09:52 GMT +321 September 2019
Listen Live
    Business

    Kazakhstan Devalues National Currency

    Business
    Get short URL
    0 31
    Subscribe

    Kazakhstan’s central bank devalued the national currency by 18.9 percent Tuesday in an effort to prevent the destabilization of the country’s economy.

    ALMATY, February 11 (RIA Novosti) – Kazakhstan’s central bank devalued the national currency by 18.9 percent Tuesday in an effort to prevent the destabilization of the country’s economy.

    The oil-rich Central Asian state will keep the tenge at a rate of 182-188 to the US dollar, Kazakhstan’s National Bank said in a statement. The official rate of the tenge was 155.56 to the dollar Monday.

    Kazakhstan will ease support for the national currency and reduce interventions on the market, the Almaty-based bank said. In recent years, Kazakhstan had maintained the tenge’s value at 145-155 per dollar.

    The bank said Kazakhstan is deeply integrated in the global economy and cannot ignore the current situation on the world financial and commodity markets.

    “As a result of the exchange rate adjustment, competitive conditions will improve for domestic goods and entrepreneurs working in export and import-substituting spheres of the economy in Kazakhstan,” the statement said.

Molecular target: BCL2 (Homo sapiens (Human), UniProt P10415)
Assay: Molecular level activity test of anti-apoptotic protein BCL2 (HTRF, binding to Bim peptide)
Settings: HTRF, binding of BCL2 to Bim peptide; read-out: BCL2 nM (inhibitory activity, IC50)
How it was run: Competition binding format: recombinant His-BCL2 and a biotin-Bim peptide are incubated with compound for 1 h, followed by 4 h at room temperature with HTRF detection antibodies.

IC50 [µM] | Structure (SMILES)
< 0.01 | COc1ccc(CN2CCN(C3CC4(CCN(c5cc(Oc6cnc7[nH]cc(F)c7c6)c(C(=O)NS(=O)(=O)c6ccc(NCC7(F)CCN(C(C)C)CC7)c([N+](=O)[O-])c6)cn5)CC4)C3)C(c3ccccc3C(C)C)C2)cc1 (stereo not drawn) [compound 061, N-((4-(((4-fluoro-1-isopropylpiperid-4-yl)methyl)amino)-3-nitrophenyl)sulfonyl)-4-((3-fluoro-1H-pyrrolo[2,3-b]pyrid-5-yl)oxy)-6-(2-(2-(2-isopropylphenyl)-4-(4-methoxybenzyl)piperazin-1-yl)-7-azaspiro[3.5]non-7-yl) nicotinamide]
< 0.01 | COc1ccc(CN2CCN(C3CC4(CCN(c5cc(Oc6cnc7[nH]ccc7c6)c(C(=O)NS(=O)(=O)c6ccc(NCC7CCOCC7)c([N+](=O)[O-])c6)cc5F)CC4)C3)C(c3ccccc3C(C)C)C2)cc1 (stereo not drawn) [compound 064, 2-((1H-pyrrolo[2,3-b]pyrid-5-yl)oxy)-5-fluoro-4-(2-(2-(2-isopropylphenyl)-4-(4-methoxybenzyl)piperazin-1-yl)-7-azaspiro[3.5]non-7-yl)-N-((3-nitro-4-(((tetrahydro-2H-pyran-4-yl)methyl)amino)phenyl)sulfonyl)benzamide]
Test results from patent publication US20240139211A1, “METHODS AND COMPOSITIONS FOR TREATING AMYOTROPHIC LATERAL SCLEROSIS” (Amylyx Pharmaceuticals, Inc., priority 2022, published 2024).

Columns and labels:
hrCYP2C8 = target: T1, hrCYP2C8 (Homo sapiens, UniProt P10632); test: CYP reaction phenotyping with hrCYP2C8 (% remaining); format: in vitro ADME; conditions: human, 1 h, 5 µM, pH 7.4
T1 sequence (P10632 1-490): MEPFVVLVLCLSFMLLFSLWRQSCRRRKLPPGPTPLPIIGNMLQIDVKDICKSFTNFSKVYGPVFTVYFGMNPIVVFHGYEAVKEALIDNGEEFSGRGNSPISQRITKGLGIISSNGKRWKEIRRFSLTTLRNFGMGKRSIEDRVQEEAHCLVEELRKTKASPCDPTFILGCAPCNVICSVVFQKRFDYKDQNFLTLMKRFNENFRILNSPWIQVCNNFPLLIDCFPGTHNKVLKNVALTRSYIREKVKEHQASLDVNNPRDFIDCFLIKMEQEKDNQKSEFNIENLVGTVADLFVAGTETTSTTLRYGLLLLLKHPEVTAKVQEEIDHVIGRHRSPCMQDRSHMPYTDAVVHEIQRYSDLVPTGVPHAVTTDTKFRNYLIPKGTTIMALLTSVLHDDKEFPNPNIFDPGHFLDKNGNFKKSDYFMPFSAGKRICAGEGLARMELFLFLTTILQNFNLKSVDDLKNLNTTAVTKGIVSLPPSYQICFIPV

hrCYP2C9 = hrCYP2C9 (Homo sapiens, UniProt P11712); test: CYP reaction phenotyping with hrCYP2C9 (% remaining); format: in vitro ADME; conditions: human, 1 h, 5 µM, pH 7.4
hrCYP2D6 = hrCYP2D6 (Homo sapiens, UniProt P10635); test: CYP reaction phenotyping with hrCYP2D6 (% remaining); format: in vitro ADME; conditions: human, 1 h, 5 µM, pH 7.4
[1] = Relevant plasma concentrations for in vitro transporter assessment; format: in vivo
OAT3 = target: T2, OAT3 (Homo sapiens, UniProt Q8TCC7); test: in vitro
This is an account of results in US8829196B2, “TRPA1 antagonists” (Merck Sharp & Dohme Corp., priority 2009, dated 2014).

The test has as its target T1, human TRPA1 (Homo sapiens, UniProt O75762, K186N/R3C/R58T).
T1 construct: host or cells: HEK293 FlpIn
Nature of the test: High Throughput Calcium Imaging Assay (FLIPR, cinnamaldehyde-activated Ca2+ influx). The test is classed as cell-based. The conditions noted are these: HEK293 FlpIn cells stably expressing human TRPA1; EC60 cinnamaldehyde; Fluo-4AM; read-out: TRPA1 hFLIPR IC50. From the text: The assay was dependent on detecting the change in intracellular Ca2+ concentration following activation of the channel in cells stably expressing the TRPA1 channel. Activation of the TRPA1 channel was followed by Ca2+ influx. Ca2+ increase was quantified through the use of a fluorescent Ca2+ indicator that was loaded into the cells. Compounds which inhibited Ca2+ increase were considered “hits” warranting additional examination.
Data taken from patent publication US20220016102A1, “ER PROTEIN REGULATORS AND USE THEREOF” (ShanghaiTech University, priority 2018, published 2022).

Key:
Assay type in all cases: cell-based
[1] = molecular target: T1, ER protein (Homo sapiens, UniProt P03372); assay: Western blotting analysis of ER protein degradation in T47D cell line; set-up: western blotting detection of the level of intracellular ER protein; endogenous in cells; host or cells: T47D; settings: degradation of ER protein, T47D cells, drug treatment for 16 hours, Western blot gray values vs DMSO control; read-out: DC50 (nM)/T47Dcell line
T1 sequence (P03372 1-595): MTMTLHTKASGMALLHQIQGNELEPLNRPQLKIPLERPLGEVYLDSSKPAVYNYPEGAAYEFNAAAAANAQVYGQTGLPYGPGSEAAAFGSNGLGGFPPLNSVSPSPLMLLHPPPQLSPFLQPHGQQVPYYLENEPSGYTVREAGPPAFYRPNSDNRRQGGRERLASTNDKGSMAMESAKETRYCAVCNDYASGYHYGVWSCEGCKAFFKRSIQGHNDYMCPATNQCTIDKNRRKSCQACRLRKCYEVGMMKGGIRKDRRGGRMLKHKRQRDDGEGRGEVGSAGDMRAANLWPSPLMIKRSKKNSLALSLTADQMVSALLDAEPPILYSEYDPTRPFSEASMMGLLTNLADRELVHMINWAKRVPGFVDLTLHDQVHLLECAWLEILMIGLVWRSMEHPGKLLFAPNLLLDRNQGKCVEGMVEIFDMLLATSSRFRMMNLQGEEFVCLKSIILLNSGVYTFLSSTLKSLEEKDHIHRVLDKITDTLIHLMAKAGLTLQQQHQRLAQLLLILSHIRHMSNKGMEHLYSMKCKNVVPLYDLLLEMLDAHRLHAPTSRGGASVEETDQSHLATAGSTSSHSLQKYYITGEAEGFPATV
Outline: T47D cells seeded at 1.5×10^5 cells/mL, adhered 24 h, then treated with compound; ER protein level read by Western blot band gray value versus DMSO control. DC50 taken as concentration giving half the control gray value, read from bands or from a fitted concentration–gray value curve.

The devaluation of the tenge follows the weakening of the ruble, which last month fell to its lowest level against the dollar since March 2009, before regaining ground to stand at 34.76 rubles to the dollar Tuesday.

    Russia’s central bank, which controls the value of the ruble through interventions on the currency market, has repeatedly widened the target trading band for the ruble in recent months. The bank has said it plans to move toward a free floating ruble by the end of this year.

    A weaker ruble means larger profits for Russian exporters and a windfall for the state budget, which is dependent on revenue from commodity exports.

     

    Tags:
    devaluation, Russian Central Bank, Kazakhstan’s National Bank, Almaty, Kazakhstan
    Community standardsDiscussion
    Comment via FacebookComment via Sputnik